Ben Bova — Death Wave

This book reminded me of the good old-fashioned SF space operas I used to read as a kid. This one is about a more or less one man crusade to get the people of earth to help save other intelligent species in our galaxy.

There is a “Death Wave” traveling across the stars wiping out all life on every planet it touches. Jordan Kell has returned from New Earth, a planet created by a very old machine intelligence. The planet is populated with human inhabitants created with DNA from earth. Kell and his wife from New Earth are on a mission to save intelligence on other planets. His battle is with the politicians who want to silence him. They are too busy trying to save earth from global warming. One particular politician, Anita Halleck, head of the world government, is determined to stop him. She is afraid of losing her almost dictatorial power over the earth.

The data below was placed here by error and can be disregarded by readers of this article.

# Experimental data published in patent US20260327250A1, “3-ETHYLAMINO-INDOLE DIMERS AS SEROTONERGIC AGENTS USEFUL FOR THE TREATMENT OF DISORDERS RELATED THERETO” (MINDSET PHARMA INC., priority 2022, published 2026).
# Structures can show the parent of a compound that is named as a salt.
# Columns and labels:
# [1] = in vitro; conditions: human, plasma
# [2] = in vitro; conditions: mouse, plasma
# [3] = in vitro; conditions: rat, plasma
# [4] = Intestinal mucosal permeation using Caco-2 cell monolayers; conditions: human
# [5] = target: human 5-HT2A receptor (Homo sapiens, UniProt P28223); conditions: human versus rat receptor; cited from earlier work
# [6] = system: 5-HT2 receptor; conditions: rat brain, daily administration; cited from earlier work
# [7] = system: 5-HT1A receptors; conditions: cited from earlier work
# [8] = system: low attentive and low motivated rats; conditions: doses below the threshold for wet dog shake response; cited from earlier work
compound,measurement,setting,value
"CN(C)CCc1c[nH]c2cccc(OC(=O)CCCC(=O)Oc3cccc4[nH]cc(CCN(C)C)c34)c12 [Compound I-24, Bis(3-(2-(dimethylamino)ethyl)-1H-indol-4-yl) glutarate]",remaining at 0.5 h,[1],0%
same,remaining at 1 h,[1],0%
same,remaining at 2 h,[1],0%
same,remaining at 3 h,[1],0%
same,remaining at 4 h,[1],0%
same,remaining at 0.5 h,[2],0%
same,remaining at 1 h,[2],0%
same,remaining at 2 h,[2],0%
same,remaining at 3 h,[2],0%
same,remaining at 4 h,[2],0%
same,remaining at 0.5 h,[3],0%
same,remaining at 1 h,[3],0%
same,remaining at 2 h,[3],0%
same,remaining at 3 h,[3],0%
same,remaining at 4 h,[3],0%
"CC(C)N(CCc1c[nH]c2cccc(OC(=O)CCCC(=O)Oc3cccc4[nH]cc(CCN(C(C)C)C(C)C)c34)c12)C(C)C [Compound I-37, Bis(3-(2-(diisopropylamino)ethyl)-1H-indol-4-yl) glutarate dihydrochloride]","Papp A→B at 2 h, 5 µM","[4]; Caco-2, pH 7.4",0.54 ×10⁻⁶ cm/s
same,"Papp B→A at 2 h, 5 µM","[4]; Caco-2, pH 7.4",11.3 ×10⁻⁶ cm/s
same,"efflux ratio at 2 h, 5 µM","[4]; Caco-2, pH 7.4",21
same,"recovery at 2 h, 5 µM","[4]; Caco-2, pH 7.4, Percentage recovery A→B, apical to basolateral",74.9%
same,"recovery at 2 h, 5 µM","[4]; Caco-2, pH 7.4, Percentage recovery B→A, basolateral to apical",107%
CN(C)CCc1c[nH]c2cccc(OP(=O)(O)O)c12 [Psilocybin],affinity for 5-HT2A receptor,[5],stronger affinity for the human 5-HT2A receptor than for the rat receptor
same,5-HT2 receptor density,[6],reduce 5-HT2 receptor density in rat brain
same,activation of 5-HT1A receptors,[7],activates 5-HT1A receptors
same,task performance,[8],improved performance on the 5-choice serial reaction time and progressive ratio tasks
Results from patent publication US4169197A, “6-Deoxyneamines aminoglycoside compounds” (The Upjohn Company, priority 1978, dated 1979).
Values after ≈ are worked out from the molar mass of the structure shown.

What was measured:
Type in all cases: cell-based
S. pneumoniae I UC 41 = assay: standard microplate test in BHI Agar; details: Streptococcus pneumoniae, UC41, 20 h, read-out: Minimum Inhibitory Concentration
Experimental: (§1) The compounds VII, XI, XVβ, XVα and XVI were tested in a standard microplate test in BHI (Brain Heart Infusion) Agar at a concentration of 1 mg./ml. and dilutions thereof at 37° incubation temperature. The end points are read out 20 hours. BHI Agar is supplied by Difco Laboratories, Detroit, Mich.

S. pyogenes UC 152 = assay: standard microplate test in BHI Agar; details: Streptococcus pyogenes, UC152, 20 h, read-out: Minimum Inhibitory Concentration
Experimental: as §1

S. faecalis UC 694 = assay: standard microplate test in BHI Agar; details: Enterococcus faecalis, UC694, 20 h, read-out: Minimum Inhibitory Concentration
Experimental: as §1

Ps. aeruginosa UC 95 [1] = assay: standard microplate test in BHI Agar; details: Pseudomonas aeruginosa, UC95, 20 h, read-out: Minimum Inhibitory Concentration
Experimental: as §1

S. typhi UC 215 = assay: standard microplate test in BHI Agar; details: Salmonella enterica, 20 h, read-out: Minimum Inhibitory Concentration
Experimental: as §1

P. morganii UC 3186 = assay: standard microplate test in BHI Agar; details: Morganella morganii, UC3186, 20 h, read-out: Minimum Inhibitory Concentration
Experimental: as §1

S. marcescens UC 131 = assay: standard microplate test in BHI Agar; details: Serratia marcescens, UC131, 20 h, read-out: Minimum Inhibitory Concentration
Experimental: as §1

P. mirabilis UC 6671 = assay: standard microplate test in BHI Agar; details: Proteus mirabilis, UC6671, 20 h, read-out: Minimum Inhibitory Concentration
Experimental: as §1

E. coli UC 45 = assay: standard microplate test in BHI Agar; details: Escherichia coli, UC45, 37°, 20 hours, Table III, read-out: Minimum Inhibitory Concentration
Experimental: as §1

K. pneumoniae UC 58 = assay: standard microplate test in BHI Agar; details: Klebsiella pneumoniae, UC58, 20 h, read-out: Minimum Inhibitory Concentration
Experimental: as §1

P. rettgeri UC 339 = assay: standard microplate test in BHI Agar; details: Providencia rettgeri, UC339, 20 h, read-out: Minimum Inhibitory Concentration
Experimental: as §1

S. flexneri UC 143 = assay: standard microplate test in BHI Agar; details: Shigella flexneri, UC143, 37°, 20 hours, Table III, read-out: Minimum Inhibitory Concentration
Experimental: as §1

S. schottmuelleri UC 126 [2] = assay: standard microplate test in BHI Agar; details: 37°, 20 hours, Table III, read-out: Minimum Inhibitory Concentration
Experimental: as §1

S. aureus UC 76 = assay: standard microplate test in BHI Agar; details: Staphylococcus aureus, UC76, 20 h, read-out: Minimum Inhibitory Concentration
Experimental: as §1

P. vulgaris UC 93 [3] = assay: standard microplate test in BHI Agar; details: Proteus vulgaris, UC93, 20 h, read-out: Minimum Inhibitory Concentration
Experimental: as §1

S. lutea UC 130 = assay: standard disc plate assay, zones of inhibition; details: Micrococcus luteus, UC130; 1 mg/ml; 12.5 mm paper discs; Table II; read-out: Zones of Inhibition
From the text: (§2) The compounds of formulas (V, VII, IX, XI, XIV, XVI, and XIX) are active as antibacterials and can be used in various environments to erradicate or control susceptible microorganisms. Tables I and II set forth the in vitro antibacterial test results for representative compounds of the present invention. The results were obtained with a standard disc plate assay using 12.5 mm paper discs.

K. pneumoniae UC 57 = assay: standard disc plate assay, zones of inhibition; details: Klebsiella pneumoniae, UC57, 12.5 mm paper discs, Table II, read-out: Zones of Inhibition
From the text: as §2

There are underlying themes about greed, power, loss of freedom and privacy, and not paying attention to what today’s actions will cause in the future.

I enjoyed the story and Bova’s writing. But there were a couple of issues that bothered me in this book. One was the fact that Jordan and company were only concerned with saving “intelligent” life. How about all life?

The other was a minor irritation. The dialog between Kell and his wife is full of “dear,” “dearest,” and “darling.” People don’t talk that way. The rest of the dialog was realistic, but that little tick Bova added to the loving couple’s conversations is an annoyance.

Read the book anyway. It’s fun.